Auntie Fannie and Uncle J.P.
A flat yield curve makes it difficult for these behemoths to make money.
MV Special Announcement: Be sure to participate in the Minyanville/Ruby Peck Foundation gold coin auction to invest in a piece of history and a child's future.
Editor's Note: Minyanville is a community of people who share an interest in fiscal literacy. As perspective is an important aspect of our daily routine, we share this exchange with hopes that it adds balance to your process.
Prof. Succo -
Thanks for keeping our friends at Fannie Mae (FNM) front-and-center. I've got a question related to the contagion theme. You've cited several times that J.P. Morgan (JPM) is the largest counterparty to Fannie in their derivatives portfolios. Today, as Fannie tanks, JPM yawns. So what's awful for Fannie isn't necessarily awful for JPM (or maybe the Minx just doesn't care, yet).
Could you tell the Minyanship a bit more about the counterparty relationship (i.e., who owes what stream of cash flows to whom and under what conditions), and explore the possibility that what's really bad for Fannie might (1) not matter much to JPM or (2) might actually be good for JPM? Thank you.
(disclosure: short FNM)
JPM is a completely different animal with completely different risks.
They are the largest counter-party to FNM, taking a fair portion of the company's interest rate (volatility) risk: FNM buys a derivative from JPM that hedges their interest rate volatility risk, thereby transferring it to JPM. So JPM will lose money if the bond market gets more volatile (they get paid a good premium to take this risk). Of course, if FNM were to "default" on their derivatives, JPM could lose billions of dollars, but this won't happen. The government (taxpayers) would almost certainly step in and guarantee performance on those contracts. Otherwise, FNM could cause a financial melt-down.
The risk that JPM entered into finite insurance arrangements (these arrangements really only "smooth" earnings, acting as a pool of funds a company can draw upon from time to time) similar to FNM is not higher than any other company just because JPM did business with FNM.
That being said, I have other reasons to be negative on JPM and other central banks like Citigroup (C) and Banc of America (BAC): a flat yield curve makes it difficult for these behemoths to make money, these are the largest credit card dealers in the world and that business in my mind is likely to hit a rough patch, the risk controls are not conservative enough, and they have large derivative exposure (an understatement especially for JPM) that I believe is not marked to reality.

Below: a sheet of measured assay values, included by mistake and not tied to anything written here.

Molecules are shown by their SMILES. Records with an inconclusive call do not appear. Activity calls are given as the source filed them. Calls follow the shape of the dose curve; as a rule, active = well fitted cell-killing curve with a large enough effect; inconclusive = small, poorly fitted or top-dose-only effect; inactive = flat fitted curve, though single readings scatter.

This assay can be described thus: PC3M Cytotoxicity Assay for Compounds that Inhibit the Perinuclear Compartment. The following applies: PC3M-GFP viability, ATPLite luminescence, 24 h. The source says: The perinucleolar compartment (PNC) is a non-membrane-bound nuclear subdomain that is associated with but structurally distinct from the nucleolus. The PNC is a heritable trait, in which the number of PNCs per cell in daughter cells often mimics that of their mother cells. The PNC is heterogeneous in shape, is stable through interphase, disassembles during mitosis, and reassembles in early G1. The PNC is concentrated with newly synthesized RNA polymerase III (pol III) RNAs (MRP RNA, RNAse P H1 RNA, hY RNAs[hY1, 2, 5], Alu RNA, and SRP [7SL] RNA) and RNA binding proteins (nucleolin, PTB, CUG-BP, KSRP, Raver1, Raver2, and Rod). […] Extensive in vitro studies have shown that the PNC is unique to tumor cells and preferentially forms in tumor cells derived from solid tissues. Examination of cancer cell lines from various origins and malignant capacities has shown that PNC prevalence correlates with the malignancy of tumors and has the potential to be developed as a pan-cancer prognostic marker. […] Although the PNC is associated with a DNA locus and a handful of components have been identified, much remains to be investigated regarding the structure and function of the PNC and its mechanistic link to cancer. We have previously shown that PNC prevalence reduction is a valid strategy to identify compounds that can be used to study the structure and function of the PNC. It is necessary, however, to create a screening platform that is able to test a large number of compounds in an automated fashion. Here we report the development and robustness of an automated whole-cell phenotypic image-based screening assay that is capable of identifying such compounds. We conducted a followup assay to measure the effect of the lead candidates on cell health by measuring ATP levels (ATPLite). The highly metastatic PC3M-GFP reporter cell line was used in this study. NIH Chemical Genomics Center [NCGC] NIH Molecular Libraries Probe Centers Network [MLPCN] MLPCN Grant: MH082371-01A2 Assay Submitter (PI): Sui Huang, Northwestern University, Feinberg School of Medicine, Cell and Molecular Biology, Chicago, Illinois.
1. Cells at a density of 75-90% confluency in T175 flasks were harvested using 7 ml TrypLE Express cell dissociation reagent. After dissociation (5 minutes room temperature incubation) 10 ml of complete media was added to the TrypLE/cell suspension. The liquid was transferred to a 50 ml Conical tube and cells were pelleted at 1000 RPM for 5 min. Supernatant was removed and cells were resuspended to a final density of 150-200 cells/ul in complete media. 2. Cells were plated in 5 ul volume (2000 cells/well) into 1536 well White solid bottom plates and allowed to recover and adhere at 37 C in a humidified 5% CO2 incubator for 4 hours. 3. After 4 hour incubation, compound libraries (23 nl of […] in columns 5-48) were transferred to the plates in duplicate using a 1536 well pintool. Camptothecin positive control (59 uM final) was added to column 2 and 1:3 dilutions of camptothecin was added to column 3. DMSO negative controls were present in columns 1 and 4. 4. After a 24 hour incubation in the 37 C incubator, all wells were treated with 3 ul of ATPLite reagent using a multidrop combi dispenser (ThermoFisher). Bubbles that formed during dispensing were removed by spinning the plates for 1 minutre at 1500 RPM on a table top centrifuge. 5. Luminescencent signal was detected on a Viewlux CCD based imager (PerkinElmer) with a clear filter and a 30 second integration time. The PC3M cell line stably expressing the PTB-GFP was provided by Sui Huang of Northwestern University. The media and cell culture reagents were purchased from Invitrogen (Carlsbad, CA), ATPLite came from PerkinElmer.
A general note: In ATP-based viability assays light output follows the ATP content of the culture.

The information on this website solely reflects the analysis of or opinion about the performance of securities and financial markets by the writers whose articles appear on the site. The views expressed by the writers are not necessarily the views of Minyanville Media, Inc. or members of its management. Nothing contained on the website is intended to constitute a recommendation or advice addressed to an individual investor or category of investors to purchase, sell or hold any security, or to take any action with respect to the prospective movement of the securities markets or to solicit the purchase or sale of any security. Any investment decisions must be made by the reader either individually or in consultation with his or her investment professional. Minyanville writers and staff may trade or hold positions in securities that are discussed in articles appearing on the website. Writers of articles are required to disclose whether they have a position in any stock or fund discussed in an article, but are not permitted to disclose the size or direction of the position. Nothing on this website is intended to solicit business of any kind for a writer's business or fund. Minyanville management and staff as well as contributing writers will not respond to emails or other communications requesting investment advice.
Copyright 2011 Minyanville Media, Inc. All Rights Reserved.
Daily Recap Newsletter